Russell Tovey interview - 'Pinter audiences will be drawn in by big names, but they'll experience true theatre'
Casting announcements for the Pinter at the Pinter season seem to come around on a weekly basis, with more and more faces of British theatre gathering to celebrate one of its great writers, Harold Pinter.
As for the early productions, Pinter One and Pinter Two, there may not be a more tantalising proposition than seeing David Suchet and Russell Tovey perform alongside each other in The Collection.
Suchet was a friend of Pinter’s – the playwright would see every show the actor appeared in – but Tovey discovered Pinter as he discovered theatre, aged 18.
“I’d read his plays like people read novels. He was someone who I responded well to and knew I wanted to get involved with. I loved the language, the dialogue – the way it’s so clipped. I love the absurdity, the naturalism. You’re in this soup of drama.”
Cooking that soup happens in the rehearsal room, but it must be quite a complex recipe. Pinter’s work was written to entertain, baffle, confuse and enlighten. How do you approach such a play when you’re deciding how to stage it?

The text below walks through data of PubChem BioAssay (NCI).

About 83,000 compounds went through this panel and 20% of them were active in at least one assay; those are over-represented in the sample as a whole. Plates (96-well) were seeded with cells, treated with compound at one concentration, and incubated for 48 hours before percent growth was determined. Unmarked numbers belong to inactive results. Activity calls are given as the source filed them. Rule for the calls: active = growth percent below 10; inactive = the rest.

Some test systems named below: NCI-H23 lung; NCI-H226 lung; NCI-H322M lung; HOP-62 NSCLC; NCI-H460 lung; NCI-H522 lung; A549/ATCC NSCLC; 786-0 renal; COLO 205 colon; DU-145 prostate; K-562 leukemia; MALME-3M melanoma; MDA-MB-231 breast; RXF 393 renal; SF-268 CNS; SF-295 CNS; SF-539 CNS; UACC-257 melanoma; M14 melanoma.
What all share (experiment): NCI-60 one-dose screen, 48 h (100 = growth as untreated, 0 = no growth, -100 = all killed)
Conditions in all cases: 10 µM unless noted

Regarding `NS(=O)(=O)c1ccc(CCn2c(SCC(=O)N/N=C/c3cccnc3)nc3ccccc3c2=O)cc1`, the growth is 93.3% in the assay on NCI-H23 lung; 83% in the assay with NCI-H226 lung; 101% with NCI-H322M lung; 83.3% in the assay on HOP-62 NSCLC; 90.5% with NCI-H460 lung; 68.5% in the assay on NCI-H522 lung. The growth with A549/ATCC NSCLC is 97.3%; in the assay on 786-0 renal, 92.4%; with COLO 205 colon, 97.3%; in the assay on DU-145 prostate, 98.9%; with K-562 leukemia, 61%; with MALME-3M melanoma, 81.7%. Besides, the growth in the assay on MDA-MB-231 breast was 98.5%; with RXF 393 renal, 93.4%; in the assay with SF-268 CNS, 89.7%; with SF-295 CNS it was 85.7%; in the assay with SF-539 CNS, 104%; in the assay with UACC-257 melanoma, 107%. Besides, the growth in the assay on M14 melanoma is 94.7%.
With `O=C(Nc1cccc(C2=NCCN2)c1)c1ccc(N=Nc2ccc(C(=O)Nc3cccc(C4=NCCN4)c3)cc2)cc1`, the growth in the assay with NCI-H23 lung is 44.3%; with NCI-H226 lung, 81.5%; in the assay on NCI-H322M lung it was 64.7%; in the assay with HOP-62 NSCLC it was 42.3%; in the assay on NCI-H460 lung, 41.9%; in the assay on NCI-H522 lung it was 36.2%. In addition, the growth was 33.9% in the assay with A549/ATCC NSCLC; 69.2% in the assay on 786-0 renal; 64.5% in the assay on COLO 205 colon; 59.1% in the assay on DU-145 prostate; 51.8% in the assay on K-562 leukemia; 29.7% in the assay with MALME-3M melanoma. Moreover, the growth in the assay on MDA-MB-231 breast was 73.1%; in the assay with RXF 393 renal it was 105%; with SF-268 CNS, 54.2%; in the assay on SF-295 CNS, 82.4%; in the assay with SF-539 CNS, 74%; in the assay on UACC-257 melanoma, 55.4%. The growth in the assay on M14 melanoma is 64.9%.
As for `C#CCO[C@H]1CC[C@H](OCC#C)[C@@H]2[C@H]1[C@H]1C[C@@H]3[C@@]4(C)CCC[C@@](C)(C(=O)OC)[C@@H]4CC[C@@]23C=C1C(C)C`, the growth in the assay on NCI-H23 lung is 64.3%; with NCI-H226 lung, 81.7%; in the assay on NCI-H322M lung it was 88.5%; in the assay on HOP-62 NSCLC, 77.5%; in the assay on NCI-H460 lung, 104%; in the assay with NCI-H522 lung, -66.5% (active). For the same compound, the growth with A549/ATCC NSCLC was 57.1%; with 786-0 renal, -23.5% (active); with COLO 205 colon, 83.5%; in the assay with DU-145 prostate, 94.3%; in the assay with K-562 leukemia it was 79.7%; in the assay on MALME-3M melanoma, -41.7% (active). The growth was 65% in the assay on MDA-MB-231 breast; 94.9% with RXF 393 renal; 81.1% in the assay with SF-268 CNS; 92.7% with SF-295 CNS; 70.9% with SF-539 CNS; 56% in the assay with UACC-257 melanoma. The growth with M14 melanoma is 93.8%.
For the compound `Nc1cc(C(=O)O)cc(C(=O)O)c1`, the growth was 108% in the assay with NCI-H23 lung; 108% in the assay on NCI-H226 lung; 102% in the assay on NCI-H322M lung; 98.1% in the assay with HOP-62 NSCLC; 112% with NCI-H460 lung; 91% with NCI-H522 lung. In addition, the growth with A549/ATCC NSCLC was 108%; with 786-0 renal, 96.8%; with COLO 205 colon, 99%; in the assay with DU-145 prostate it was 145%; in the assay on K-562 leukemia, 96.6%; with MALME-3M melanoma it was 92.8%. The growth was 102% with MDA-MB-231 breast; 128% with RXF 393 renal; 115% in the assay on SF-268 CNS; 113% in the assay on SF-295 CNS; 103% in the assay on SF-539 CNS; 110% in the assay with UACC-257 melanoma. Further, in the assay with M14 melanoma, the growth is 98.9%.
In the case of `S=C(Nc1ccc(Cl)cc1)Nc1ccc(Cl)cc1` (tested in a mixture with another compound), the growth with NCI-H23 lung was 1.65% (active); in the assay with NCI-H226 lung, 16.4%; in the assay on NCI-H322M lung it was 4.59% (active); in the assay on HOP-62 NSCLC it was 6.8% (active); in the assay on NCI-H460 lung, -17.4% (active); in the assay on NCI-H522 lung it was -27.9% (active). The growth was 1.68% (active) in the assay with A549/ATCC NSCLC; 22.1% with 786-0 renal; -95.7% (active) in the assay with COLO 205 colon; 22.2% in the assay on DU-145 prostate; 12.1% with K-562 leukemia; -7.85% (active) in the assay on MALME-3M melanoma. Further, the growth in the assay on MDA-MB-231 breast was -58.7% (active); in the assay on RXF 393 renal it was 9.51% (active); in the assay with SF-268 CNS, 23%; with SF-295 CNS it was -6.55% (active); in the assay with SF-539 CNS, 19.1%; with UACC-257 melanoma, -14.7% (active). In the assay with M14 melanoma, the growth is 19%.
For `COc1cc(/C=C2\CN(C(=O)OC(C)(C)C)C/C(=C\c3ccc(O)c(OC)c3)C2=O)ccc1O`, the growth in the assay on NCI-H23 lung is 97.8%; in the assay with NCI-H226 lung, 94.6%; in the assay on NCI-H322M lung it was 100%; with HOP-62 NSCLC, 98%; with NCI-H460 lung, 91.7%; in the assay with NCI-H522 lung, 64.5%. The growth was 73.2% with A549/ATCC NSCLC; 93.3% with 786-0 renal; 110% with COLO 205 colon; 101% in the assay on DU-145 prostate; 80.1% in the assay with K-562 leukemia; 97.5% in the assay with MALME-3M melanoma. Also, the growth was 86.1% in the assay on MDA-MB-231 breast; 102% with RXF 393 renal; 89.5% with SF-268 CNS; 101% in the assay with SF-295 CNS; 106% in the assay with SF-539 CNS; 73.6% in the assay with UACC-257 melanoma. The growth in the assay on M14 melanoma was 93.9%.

“I love being in a room full of actors and chatting shit about the work. The best thing about doing a play is being in rehearsals, I love mining a play.
“We’re doing this play for four weeks and I know on the last performance I’m going to come away from it and be like “Fuck! That’s how I should have said it!”
Part of that will no doubt come from the ambiguity of Pinter’s language. “You come away with questions,” the Angels in America actor tells me, “You discover 5,000 ways of saying one line. You’ll never ever settle on an exact delivery of a line or a scene.”
Seeing a Pinter can be an unsettling experience for audiences, and they’ll have the chance to witness all 15 of the writer’s one-act sketches over the next few months, as part of a mammoth season staged by Jamie Lloyd. But it will also offer some theatregoers a first glimpse inside the mind of Harold Pinter.
“I think a whole new generation will discover Harold Pinter. They might be drawn by the people who are in it. They might be drawn by Martin Freeman or Danny Dyer or Jon Simm… or me… and then they’ll experience an incredible play.
“They’re going to experience true theatre. What we are proud of. One of our biggest exports and most important writers there has been. They’re going to experience a lot of passionate people performing in something they feel very privileged to do.
“That doesn’t happen very often.”
The Lover / The Collection tickets are available now.